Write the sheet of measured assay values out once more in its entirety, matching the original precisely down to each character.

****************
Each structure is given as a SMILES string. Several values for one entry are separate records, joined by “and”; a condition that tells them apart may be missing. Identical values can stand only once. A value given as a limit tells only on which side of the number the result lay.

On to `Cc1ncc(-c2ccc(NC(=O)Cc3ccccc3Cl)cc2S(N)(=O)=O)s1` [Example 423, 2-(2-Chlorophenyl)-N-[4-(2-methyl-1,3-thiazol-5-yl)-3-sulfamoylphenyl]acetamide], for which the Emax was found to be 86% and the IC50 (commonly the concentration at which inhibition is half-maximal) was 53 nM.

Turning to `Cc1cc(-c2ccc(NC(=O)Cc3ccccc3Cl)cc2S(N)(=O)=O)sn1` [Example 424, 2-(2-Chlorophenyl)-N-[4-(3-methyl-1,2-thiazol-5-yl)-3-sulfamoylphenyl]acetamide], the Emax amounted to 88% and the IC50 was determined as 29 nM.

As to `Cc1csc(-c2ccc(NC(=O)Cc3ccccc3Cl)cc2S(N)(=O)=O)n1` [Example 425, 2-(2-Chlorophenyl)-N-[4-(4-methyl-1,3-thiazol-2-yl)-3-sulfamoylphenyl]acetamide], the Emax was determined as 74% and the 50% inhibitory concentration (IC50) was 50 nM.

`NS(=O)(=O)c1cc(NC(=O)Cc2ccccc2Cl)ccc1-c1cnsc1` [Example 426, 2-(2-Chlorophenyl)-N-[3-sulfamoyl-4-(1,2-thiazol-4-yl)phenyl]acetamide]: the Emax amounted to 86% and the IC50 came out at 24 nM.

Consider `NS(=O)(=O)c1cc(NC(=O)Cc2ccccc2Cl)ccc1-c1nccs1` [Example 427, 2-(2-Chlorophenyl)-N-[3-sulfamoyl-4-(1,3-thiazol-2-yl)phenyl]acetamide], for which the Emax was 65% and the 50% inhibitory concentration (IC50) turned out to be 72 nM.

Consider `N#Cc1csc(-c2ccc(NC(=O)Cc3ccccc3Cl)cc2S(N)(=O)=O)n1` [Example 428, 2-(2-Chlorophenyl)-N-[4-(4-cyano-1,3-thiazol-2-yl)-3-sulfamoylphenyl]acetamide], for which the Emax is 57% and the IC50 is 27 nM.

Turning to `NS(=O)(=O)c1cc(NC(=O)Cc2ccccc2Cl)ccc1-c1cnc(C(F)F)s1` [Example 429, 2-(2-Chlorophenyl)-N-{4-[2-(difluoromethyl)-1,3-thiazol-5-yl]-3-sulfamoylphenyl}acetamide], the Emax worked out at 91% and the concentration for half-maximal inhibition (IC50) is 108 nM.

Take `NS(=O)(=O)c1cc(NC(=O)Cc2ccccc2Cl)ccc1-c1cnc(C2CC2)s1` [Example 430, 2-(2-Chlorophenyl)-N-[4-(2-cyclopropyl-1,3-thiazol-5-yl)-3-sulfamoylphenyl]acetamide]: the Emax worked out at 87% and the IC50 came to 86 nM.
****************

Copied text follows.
Each structure is given as a SMILES string. Several values for one entry are separate records, joined by “and”; a condition that tells them apart may be missing. Identical values can stand only once. A value given as a limit tells only on which side of the number the result lay.

On to `Cc1ncc(-c2ccc(NC(=O)Cc3ccccc3Cl)cc2S(N)(=O)=O)s1` [Example 423, 2-(2-Chlorophenyl)-N-[4-(2-methyl-1,3-thiazol-5-yl)-3-sulfamoylphenyl]acetamide], for which the Emax was found to be 86% and the IC50 (commonly the concentration at which inhibition is half-maximal) was 53 nM.

Turning to `Cc1cc(-c2ccc(NC(=O)Cc3ccccc3Cl)cc2S(N)(=O)=O)sn1` [Example 424, 2-(2-Chlorophenyl)-N-[4-(3-methyl-1,2-thiazol-5-yl)-3-sulfamoylphenyl]acetamide], the Emax amounted to 88% and the IC50 was determined as 29 nM.

As to `Cc1csc(-c2ccc(NC(=O)Cc3ccccc3Cl)cc2S(N)(=O)=O)n1` [Example 425, 2-(2-Chlorophenyl)-N-[4-(4-methyl-1,3-thiazol-2-yl)-3-sulfamoylphenyl]acetamide], the Emax was determined as 74% and the 50% inhibitory concentration (IC50) was 50 nM.

`NS(=O)(=O)c1cc(NC(=O)Cc2ccccc2Cl)ccc1-c1cnsc1` [Example 426, 2-(2-Chlorophenyl)-N-[3-sulfamoyl-4-(1,2-thiazol-4-yl)phenyl]acetamide]: the Emax amounted to 86% and the IC50 came out at 24 nM.

Consider `NS(=O)(=O)c1cc(NC(=O)Cc2ccccc2Cl)ccc1-c1nccs1` [Example 427, 2-(2-Chlorophenyl)-N-[3-sulfamoyl-4-(1,3-thiazol-2-yl)phenyl]acetamide], for which the Emax was 65% and the 50% inhibitory concentration (IC50) turned out to be 72 nM.

Consider `N#Cc1csc(-c2ccc(NC(=O)Cc3ccccc3Cl)cc2S(N)(=O)=O)n1` [Example 428, 2-(2-Chlorophenyl)-N-[4-(4-cyano-1,3-thiazol-2-yl)-3-sulfamoylphenyl]acetamide], for which the Emax is 57% and the IC50 is 27 nM.

Turning to `NS(=O)(=O)c1cc(NC(=O)Cc2ccccc2Cl)ccc1-c1cnc(C(F)F)s1` [Example 429, 2-(2-Chlorophenyl)-N-{4-[2-(difluoromethyl)-1,3-thiazol-5-yl]-3-sulfamoylphenyl}acetamide], the Emax worked out at 91% and the concentration for half-maximal inhibition (IC50) is 108 nM.

Take `NS(=O)(=O)c1cc(NC(=O)Cc2ccccc2Cl)ccc1-c1cnc(C2CC2)s1` [Example 430, 2-(2-Chlorophenyl)-N-[4-(2-cyclopropyl-1,3-thiazol-5-yl)-3-sulfamoylphenyl]acetamide]: the Emax worked out at 87% and the IC50 came to 86 nM.